Review Article | Published:

The power of ion mobility-mass spectrometry for structural characterization and the study of conformational dynamics

Nature Chemistry volume 6, pages 281294 (2014) | Download Citation

Abstract

Mass spectrometry is a vital tool for molecular characterization, and the allied technique of ion mobility is enhancing many areas of (bio)chemical analysis. Strong synergy arises between these two techniques because of their ability to ascertain complementary information about gas-phase ions. Ion mobility separates ions (from small molecules up to megadalton protein complexes) based on their differential mobility through a buffer gas. Ion mobility-mass spectrometry (IM-MS) can thus act as a tool to separate complex mixtures, to resolve ions that may be indistinguishable by mass spectrometry alone, or to determine structural information (for example rotationally averaged cross-sectional area), complementary to more traditional structural approaches. Finally, IM-MS can be used to gain insights into the conformational dynamics of a system, offering a unique means of characterizing flexibility and folding mechanisms. This Review critically describes how IM-MS has been used to enhance various areas of chemical and biophysical analysis.

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Acknowledgements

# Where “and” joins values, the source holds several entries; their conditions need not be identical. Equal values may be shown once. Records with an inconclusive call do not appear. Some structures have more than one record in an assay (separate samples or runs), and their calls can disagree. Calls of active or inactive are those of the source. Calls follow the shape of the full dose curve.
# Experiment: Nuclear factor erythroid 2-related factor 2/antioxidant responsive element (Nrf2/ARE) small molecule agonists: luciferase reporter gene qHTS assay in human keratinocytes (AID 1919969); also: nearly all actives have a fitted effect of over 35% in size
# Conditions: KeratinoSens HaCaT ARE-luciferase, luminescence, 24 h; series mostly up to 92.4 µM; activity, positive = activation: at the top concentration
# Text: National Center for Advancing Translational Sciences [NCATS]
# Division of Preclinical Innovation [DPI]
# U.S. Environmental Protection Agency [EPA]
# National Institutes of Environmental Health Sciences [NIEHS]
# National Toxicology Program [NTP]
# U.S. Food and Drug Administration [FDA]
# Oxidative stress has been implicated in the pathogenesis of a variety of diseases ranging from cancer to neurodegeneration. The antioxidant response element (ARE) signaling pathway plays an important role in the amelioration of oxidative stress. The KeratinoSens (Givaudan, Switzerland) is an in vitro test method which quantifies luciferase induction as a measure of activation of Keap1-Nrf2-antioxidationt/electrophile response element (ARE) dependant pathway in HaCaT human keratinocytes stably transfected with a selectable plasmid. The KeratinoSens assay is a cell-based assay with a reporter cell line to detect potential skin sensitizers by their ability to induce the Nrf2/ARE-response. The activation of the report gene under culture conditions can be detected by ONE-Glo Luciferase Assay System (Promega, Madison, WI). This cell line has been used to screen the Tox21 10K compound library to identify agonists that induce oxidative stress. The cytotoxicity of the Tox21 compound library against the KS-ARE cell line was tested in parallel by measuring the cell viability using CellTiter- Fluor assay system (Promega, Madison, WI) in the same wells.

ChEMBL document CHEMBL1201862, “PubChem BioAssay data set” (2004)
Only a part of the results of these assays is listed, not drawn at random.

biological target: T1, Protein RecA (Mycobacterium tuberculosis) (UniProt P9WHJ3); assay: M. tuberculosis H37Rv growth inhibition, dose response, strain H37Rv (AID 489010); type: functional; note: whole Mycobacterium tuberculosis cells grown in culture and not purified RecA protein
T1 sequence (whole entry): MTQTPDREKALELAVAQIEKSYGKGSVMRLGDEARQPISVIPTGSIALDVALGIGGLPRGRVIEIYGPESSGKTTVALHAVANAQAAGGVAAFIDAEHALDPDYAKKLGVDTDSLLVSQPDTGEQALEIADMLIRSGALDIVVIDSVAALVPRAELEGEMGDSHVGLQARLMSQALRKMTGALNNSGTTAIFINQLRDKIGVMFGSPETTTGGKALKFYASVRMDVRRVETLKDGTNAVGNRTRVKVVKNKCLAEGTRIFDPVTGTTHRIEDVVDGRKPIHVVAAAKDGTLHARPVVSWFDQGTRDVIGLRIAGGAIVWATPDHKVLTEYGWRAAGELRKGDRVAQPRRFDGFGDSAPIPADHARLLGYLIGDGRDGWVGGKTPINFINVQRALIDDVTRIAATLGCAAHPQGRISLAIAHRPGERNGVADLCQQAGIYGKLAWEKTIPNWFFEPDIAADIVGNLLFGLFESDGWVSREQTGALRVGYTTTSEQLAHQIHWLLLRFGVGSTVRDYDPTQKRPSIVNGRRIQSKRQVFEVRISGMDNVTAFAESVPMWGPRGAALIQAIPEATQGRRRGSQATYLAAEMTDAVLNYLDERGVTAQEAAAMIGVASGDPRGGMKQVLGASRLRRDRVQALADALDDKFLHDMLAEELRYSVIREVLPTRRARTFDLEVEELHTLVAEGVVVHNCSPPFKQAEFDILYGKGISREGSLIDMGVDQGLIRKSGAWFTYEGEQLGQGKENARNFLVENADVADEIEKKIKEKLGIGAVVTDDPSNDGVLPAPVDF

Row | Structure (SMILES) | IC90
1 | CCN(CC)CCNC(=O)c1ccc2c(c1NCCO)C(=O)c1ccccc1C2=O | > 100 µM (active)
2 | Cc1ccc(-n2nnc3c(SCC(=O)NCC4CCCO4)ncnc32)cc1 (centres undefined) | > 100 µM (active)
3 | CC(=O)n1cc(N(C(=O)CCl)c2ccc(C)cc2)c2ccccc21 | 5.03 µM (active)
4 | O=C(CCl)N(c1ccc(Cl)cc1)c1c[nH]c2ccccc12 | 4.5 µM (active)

We acknowledge the financial support of the Biotechnology and Biological Sciences Research Council (BB/H007113/1, BB/G009058/1, BB/F00561X/1) and the European Commission's Seventh Framework Programme (FP7), which funded GlycoBioM. C.G. is supported by a BBSRC doctoral training grant. Finally, we thank P. Eyers for a critical reading of the review.

Author information

Affiliations

  1. Protein Function Group, Department of Biochemistry, Institute of Integrative Biology, University of Liverpool, Crown Street, Liverpool L69 7ZB, UK

    • Francesco Lanucara
    • , Stephen W. Holman
    •  & Claire E. Eyers
  2. Michael Barber Centre for Mass Spectrometry, Manchester Institute of Biotechnology, School of Chemistry, University of Manchester, 131 Princess Street, Manchester M1 7DN, UK

    • Francesco Lanucara
    • , Stephen W. Holman
    • , Christopher J. Gray
    •  & Claire E. Eyers

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Contributions

F.L., S.W.H. and C.J.G. contributed equally to this paper.

Competing interests

The authors declare no competing financial interests.

Corresponding author

Correspondence to Claire E. Eyers.

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Publication history

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Published

DOI

https://doi.org/10.1038/nchem.1889

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